The White Witch may have been on to something...
So Christmas is coming up and that sets my panic button all aflutter. Christmas is very bad for writers. Very bad. Why?
1. All your children are home on holiday from school. It’s highly doubtful that you will be swept away by Daniel’s abs or Keahi’s breathless declarations of love for Leila…when there are five children squabbling, breathing your air, eating all the food that isn’t hidden safely under your bed, pestering you about shopping for presents. When you’re a parent, Christmas is all about children. Writing a book? Are you kidding? Hell no. Only bad, evil, uncaring, Narnia White Witch women write books during the Christmas season.
2. You are so much more liable to fall prey to GUILT. You remember how your mum decorated the entire house for Christmas when you were a child and you realize your house is Christmas-cheerless. You hear your mother’s voice in your ear, your brain, following you into the writing cave, “Mothers are the makers of magic. Mothers create memories. Mothers make Christmas for years to come.” And so you must pack away that laptop and bust out the Martha-Stewart voodoo doll. Channel your inner Mrs Claus. Your inner decorating and baking muse. You must make Xmas cookies with eager children. And let everyone have a stir of the Xmas pudding and make a wish – just like how your mum did. You must deck the house from top to toe in green pine and red sparkly baubles. And rifle through nightclub rubbish bins like a drunk – in search of empty wine bottles so you can dot them with taper candles, creating magical centerpieces worthy of Vogue magazine. And you have to do it with a smile. Dammnit. Or else it doesn’t count for blessings in heaven. So you do all that and then at 2am you try to answer the call of the book you’re working on. Lani, what about meee? And you get frustrated because you’re tired and you can’t get all the words and images out just the way you want them to. So you’re frustrated. And meaner. Badder. Ready to decree your home, ‘Always winter and NEVER Christmas!‘ (cue witch laugh here.)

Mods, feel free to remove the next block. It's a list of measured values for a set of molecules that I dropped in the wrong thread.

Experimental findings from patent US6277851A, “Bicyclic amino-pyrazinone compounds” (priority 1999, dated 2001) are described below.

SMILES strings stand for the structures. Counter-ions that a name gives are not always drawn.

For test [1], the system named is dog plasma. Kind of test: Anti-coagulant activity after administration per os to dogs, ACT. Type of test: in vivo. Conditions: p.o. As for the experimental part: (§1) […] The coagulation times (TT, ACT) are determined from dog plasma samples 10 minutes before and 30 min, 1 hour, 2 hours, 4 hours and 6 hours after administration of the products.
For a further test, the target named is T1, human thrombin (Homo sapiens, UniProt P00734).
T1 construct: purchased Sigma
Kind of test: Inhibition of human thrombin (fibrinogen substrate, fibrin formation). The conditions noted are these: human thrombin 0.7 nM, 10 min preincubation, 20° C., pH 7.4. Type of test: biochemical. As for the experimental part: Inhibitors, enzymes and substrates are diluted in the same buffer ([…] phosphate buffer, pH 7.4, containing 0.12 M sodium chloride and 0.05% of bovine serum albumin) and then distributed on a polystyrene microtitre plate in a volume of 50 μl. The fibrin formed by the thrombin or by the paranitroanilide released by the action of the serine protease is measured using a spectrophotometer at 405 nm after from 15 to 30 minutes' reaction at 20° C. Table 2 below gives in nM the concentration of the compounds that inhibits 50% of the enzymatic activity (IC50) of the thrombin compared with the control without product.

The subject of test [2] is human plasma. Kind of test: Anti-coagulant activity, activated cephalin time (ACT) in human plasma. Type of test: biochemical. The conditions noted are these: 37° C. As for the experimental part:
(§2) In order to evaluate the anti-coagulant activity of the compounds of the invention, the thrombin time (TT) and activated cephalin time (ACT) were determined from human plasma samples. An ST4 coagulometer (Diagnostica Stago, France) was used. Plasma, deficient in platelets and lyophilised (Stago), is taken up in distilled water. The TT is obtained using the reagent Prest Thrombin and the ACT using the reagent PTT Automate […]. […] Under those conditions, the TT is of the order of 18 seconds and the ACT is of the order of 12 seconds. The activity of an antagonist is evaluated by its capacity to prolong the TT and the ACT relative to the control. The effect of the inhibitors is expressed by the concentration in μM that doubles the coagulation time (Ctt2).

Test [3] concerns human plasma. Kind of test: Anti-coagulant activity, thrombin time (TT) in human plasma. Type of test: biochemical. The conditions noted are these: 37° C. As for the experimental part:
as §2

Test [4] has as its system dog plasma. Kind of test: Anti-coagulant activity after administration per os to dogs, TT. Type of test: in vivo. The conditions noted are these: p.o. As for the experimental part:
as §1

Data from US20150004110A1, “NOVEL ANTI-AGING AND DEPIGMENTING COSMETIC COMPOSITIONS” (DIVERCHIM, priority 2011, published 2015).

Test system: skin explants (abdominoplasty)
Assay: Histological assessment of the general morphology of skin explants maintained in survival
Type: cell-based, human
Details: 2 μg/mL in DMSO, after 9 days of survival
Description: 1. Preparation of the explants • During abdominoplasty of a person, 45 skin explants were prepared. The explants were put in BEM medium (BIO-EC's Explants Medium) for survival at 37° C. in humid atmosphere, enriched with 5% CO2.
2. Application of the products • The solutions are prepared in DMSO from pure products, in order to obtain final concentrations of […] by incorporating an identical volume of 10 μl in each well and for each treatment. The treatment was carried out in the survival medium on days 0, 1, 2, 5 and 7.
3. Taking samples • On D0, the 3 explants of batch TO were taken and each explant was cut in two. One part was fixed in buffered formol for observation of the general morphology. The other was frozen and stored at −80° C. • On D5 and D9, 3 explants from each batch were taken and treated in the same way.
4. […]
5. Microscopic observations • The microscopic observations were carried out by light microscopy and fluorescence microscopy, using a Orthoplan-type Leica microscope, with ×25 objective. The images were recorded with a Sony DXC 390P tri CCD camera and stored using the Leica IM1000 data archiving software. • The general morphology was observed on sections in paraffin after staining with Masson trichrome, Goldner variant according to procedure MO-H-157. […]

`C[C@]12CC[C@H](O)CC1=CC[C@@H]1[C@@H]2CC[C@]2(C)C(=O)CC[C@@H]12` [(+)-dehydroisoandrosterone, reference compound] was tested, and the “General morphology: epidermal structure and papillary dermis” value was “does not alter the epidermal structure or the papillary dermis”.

3. There are family and friends crawling out of the woodwork. Because of course that’s what Christmas is about. Spending time with loved ones. Joyous happy times. Not sitting in your room with earphones on, blasting the soundtrack from Breaking Dawn. Or mouthing all the curse-words from Eminem. With a blaring sign on the door LEAVE ME ALONE. I’M WRITING. DON’T BOTHER ME UNLESS YOU HAVE DONUTS. No. During the Christmas season, you have to talk to people. Go to family dinners. Host family gatherings. Smile a lot. Visit friends. (yes, I do have friends thank you very much…) Take them cookies. Smile some more. Heaven forbid…sing Christmas carols. Christmas is not for solitary hermit types. No. They get locked up in a cupboard because they’re too sour. Too Scrooge McDuck.
The Christmas season may be all about love. The Saviour. Family,. Sharing. Friends. Joy. But for a writer who’s trying to finish several books? Who’s addicted to her laptop? Who’s only half-living in the real world because she’s actually existing in that book place where her characters hang out?
Christmas is depressing. Frustrating. And guilt-ridden.
I think I need some Turkish Delight.